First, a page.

October 5, 2017 may be the day that changes your future. Each year during Mental Illness Awareness Week, National Depression Screening Day is held as an education and screening event to bring awareness of the signs of depression and other mental health issues. By raising public awareness of behavioral and mental health issues, we can reduce the stigma and change lives.
October is ADHD Awareness month and for people without Attention Deficit Hyperactivity Disorder it can be difficult to grasp what it feels like for those who do. Individuals with ADHD may hear people flippantly say, “Everyone is a little bit ADHD” or dismiss their experience without compassion. However, contrary to popular misconception, ADHD is not a new term nor a medical fad. The medical condition was first mentioned in 1902 by British pediatrician Sir George Still who described “an abnormal defect of moral control in children.” He noticed that some children were unable to control their behavior the way a typical child would but were still intelligent.
In October of 1981 the National Coalition Against Domestic Violence held a “Day Of Unity” with the goal of connecting and uniting individuals and organizations working on domestic violence issues and raising awareness for those issues. The Day of Unity soon became an entire week and in October 1987, the first Domestic Violence Awareness Month was observed.
Drug addiction affects the lives of people from all socioeconomic backgrounds. Addiction among the affluent occurs for many of the same reasons that other classes of people become addicted. Issues like genetic predisposition, mental illness, and stress affect people in every class of society.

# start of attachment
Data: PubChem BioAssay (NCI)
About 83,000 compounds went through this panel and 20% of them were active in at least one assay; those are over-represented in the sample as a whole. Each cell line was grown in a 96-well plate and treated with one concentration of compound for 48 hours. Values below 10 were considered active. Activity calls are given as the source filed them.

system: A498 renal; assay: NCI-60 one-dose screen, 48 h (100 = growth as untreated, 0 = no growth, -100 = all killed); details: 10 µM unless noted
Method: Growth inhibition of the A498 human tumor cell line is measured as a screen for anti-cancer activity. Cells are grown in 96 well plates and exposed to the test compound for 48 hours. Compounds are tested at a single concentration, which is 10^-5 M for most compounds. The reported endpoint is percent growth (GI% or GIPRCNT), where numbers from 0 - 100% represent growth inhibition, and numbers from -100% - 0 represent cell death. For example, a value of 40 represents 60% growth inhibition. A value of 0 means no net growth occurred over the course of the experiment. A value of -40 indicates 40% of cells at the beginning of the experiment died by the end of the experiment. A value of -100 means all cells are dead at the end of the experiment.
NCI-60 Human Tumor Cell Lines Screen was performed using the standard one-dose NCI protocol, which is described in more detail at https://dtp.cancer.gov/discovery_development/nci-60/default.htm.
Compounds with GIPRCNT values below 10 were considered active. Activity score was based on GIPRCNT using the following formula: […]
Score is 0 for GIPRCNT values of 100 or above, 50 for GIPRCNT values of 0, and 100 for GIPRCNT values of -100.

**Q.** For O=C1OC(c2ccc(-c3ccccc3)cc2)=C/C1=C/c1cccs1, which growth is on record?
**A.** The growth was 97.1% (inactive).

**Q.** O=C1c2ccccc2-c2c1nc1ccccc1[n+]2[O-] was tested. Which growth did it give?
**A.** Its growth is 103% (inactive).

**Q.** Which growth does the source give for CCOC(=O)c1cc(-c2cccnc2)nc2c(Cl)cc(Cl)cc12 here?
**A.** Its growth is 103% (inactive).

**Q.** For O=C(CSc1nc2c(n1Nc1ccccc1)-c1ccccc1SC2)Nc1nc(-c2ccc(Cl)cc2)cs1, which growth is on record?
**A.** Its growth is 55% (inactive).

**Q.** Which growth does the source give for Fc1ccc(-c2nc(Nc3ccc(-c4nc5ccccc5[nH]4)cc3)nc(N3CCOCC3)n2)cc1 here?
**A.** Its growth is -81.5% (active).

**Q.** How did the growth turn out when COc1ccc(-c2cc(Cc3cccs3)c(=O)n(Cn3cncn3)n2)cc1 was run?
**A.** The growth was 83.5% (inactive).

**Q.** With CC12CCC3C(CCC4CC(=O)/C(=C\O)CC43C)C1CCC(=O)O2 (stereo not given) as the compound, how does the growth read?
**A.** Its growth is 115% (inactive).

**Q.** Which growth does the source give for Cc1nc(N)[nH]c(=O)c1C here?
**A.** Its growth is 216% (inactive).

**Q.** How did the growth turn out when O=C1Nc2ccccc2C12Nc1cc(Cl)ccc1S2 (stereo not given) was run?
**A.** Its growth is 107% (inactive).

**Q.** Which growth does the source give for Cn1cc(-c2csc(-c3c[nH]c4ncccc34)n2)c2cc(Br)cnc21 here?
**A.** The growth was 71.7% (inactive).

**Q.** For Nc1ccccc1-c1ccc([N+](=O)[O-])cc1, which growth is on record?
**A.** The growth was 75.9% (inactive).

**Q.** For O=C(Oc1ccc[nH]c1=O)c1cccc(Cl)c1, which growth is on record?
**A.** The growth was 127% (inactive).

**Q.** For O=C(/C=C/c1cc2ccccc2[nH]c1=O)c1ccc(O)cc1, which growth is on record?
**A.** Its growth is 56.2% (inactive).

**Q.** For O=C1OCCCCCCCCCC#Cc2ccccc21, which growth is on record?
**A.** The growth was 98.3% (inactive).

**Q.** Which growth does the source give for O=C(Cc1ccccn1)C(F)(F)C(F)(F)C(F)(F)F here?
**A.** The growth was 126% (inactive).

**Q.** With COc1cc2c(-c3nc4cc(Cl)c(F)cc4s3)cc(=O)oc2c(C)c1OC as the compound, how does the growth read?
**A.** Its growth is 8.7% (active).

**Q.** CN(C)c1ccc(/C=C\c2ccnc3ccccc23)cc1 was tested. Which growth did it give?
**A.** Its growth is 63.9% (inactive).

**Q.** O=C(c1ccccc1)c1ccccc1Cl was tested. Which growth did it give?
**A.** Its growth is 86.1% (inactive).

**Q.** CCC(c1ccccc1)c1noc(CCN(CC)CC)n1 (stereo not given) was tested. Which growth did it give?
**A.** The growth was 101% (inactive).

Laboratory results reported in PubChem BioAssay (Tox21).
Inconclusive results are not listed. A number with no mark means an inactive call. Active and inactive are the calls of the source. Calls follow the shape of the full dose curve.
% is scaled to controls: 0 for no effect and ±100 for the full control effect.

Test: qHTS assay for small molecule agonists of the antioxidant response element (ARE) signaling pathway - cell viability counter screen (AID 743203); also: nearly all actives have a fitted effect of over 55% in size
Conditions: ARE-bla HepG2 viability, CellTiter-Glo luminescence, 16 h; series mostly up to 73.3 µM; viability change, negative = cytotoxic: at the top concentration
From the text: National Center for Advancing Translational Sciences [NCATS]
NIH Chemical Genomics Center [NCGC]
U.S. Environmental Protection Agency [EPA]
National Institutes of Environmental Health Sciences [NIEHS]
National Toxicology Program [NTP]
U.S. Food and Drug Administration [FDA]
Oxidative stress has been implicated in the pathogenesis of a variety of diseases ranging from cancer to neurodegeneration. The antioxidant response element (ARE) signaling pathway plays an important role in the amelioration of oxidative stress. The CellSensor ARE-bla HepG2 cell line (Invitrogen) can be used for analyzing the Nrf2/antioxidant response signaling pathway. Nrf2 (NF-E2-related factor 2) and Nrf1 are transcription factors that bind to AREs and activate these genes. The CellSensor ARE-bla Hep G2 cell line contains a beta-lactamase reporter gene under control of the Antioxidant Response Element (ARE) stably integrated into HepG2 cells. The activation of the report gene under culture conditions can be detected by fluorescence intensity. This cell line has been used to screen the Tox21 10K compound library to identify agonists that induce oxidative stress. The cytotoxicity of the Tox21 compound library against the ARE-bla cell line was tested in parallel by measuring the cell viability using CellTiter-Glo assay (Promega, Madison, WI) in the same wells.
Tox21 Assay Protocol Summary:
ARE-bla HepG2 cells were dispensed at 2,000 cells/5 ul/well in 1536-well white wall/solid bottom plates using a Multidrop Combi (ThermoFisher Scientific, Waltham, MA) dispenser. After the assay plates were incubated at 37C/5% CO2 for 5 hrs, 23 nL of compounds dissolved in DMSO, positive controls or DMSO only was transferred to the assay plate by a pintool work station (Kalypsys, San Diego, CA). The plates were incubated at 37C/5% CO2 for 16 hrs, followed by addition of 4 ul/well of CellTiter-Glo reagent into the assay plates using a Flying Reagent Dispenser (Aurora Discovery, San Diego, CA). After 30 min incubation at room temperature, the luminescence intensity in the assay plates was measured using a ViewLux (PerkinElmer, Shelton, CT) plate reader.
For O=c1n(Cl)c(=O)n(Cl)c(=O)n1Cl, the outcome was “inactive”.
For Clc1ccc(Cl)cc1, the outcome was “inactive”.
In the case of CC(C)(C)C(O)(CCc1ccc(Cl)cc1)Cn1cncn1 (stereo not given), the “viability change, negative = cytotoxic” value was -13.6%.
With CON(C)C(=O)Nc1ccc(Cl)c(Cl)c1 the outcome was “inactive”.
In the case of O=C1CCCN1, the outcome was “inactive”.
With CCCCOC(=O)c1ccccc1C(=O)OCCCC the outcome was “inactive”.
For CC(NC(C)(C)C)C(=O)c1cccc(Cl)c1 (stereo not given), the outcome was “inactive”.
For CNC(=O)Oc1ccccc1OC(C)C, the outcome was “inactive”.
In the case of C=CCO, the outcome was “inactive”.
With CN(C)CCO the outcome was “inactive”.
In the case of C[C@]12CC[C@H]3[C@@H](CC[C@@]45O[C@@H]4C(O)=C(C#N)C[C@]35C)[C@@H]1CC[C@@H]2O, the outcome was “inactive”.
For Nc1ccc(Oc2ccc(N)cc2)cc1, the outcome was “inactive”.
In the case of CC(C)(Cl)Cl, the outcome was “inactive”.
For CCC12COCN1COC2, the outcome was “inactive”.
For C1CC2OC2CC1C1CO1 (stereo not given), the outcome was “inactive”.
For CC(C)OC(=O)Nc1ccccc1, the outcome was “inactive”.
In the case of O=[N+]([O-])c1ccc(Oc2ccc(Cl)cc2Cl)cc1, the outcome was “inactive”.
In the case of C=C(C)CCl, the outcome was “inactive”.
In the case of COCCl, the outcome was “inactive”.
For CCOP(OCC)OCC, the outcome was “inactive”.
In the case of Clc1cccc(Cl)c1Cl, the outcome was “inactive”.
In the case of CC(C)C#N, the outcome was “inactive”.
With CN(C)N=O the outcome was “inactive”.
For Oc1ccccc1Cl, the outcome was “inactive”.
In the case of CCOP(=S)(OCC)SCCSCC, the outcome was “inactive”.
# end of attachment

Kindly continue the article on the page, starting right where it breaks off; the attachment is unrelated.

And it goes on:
Although depression may make you feel isolated and alone, statistics show you are not. Major depression is one of the most common mental illnesses, affecting 6.7% (more than 16 million) of American adults each year.
Individuals suffering from depression often lack the motivation to get out of bed and can lose interest in the activities they once enjoyed. Since depression causes individuals to feel as if they are carrying a burden no one else can comprehend, those suffering from the disorder will isolate themselves from loved ones and trusted friends.
And that is what confuses many people who do not suffer from addiction.
“Trauma leaves fingerprints on the victim. These don’t fade when the bruises do.”- Dr. Ellen Taliaferro
Childhood trauma has a lasting effect on an individual’s life. The trauma which is either physical, sexual or emotional in nature, creates a devastating ripple effect on every aspect of the individual’s adult life.
According to one study, more than 21,000 child abuse survivors, age 60 and older in Australia reported a greater rate of failed marriages and relationships.
What many people may not realize is that gambling addiction is classified as an impulse control disorder.
Individuals with impulse control disorders feel increasing stimulation before participating in the act of gambling. While gambling they probably will feel a sense of satisfaction; however, they may feel remorse or shame afterward.
“Caring for our seniors is the greatest responsibility we have. Those who walked before us have given so much and made possible the life we enjoy” - Senator John Hoeven
A very true and apt quote; senior citizens definitely play a major role in making important contributions to the present generation and society as family members, volunteers and employees.
Recent research conducted by the World Health Organization estimates that the proportion of the world’s population over 60 years of age would double between 2015 and 2050. Thereby, leading to an absolute increase from 900 million people to 2 billion people over the age of 60.